Surveys are commonly used by market researchers to find out about prospective customers, but it’s not the only time an organization should consider using them. Surveys can be used to research opinions about the company from its own staff and figure out ways to improve working practices based on employee feedback. Results can be collected on paper or via digital methods.
The trick is to develop an engaging survey that asks this right questions so you get a good range of data that taps into the company psyche. In this article, we’ll look at how that’s done.
Asking the Right Questions
Surveys are always difficult to put together. It’s difficult to come up with really good questions. Sometimes we don’t get the answers we’d like from a survey, and that makes us nervous of asking the same questions next time around.
The truth hurts, especially when people have opinions about other staff. But staff surveys must dare to ask difficult questions. If they don’t, they’ll never result in meaningful change, and staff won’t bother to fill them in next time around.
Like any good market research questionnaire, avoid loaded and leading questions.
Make questions short, to the point and simple.
Don’t make the survey so long that it intimidates staff.
Remember that not all employees in large organisations share the same standard of English, or speak English as their first language. Make sure you cater for everyone, and think about translating the survey for best results.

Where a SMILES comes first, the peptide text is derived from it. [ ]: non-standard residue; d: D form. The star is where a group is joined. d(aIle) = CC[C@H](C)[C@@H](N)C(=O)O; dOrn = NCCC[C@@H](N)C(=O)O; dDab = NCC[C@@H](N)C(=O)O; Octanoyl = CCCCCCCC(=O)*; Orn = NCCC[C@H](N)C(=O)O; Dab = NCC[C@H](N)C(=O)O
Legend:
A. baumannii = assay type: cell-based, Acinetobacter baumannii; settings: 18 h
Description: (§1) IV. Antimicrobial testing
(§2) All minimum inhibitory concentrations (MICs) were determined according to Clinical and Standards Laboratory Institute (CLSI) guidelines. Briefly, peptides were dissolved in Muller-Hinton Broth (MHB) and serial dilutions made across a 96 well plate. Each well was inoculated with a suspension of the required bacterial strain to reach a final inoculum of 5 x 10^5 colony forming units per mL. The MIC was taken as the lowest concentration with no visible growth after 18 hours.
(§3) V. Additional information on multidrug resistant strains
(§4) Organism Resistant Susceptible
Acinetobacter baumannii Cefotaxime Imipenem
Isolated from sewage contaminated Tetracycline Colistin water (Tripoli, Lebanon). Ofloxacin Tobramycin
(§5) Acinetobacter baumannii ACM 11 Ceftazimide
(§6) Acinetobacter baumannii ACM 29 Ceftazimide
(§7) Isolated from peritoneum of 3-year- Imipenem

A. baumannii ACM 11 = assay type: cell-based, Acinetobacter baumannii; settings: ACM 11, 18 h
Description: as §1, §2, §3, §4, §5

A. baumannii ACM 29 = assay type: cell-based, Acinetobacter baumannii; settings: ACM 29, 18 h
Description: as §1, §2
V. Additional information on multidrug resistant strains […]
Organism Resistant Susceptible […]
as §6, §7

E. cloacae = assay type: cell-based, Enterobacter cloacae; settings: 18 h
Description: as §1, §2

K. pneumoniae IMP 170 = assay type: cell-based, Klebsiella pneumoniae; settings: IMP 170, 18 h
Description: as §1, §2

The second challenge in staff surveys is getting as many staff as possible to respond to your survey. After all, market research is only useful if it covers a wide enough audience as to represent a reasonable sample size.
There are lots of ways to encourage maximum engagement in a survey:
Enlist ‘champions’ to promote the survey to teams and encourage responses from all staff. This is a tactic endorsed by Richard Lambert, as he explains in this interesting blog post.
Consider running short surveys frequently, rather than one cumbersome survey every year or two.
Create a survey that serves the needs of your organisation rather than comparing it to third party benchmarks.
Keep a basic record of engagement figures for the survey so that you can measure performance and look for ways to involve more people next time.
Combining Tactics For Staff Engagement
Employee engagement is achieved in many ways, and you’ll need more than an annual survey to get employees involved.
Create a division of the human resources department just for engagement and surveys. Give the team the resources they need to prioritise engagement and act on feedback.
Build surveys into a wider improvement programme that continually measures employees’ feelings and makes their voices heard.
Prioritise the results and make sure action is always taken quickly after a survey.
Don’t get too bogged down in analysis: review, respond and act.
Using these tactics, and your survey results, you can them move forward with positive change that’s tangible and benefits a majority of your workforce. The results will prove that surveys are not just for market research; they can benefit a business’ own staff at any stage of its lifecycle.